First Reading: Ex 11:10-12:14; Psalm: 116 R. v. 13; Gospel: Mt 12:1-8
LOVE AND MERCY SHOULD BE LOUDER
BY FR VALENTINE NNAMDI EGBUONU, MSP
The disciples of Jesus were introduced to a certain way of living when they chose to follow Jesus. By choosing to preach the gospel, they chose a nomadic life. Moving from place to place can be exhausting. And the fact that the job they now do yielded no profit meant they would have to depend on the generosity of people to feed. This made life tough for them especially whenever they were famished. They must be very hungry to have decided to eat raw grains without cooking them. Maybe, there was no other food readily available. Because if there was, scarcely will they choose to feed on such a raw tasteless food.
The law of keeping the Sabbath Day holy was interpreted into thirty-nine minor laws by the Pharisees. Among other things, these laws forbade carrying a burden on the Sabbath, reaping, winnowing, threshing and preparing a meal. So the disciples of Jesus were culpable because by plucking heads of grain, they were guilty of reaping. By rubbing it in their hands they were guilty of threshing. And by separating the grain from the chaff they were guilty of winnowing. This was the argument of the Pharisees. But these men were blind. What God desires is mercy and not sacrifice.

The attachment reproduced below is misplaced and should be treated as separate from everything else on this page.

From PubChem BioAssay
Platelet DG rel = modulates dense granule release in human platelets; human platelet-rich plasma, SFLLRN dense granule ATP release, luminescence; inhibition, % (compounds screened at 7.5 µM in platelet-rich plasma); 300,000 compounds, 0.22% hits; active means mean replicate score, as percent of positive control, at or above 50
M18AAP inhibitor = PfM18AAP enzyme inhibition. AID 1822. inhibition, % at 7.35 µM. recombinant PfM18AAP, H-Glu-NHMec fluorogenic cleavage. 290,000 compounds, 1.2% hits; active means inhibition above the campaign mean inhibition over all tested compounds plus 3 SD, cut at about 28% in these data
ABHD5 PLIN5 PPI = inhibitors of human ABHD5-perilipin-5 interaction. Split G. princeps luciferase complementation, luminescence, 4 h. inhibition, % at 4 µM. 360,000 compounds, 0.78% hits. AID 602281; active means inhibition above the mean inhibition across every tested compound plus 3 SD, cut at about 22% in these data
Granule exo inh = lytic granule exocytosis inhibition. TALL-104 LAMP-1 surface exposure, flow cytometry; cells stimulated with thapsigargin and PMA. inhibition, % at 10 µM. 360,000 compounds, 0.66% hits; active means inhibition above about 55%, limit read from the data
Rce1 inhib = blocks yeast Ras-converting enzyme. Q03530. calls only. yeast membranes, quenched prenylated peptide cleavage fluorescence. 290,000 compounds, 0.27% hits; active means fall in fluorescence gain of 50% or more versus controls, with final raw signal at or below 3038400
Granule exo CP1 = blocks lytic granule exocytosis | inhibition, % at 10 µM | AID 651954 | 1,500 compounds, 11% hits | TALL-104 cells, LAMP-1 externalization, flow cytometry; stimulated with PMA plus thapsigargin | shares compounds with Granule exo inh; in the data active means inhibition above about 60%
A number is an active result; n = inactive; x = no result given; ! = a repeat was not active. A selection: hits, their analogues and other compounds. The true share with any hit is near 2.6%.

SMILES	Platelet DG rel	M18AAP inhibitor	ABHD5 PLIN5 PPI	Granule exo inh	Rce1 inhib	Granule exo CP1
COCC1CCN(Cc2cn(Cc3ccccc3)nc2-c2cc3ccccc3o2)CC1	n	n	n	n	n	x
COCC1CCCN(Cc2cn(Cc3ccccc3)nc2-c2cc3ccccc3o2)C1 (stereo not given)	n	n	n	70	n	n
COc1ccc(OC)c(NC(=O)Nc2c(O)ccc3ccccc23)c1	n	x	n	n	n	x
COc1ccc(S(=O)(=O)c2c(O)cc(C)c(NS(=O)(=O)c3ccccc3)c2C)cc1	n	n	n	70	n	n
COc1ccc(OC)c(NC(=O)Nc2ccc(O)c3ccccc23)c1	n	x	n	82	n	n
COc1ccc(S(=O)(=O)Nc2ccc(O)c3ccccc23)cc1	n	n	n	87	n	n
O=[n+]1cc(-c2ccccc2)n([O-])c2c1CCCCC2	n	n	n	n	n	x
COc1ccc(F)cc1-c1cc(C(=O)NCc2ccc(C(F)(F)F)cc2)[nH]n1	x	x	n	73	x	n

Jesus wants us to look beyond our worldview. He wants us to move beyond certain religious obligations we feel we must keep and begin to prioritise the well-being of one another. Jesus wants us to bring our feelings into our religious practices so as to understand that love and mercy supersedes laws. What God wants from us is sincere and transparent love that transcends our fears, mistakes, and our desire for perfection. It is a worthless effort to be frequent in Church and worship but cold-blooded to the sorry condition of those around us. What God desires is mercy and not sacrifice.
PRAYER FOR THE DAY
Lord Jesus, give us the heart that truly seeks to love. Amen.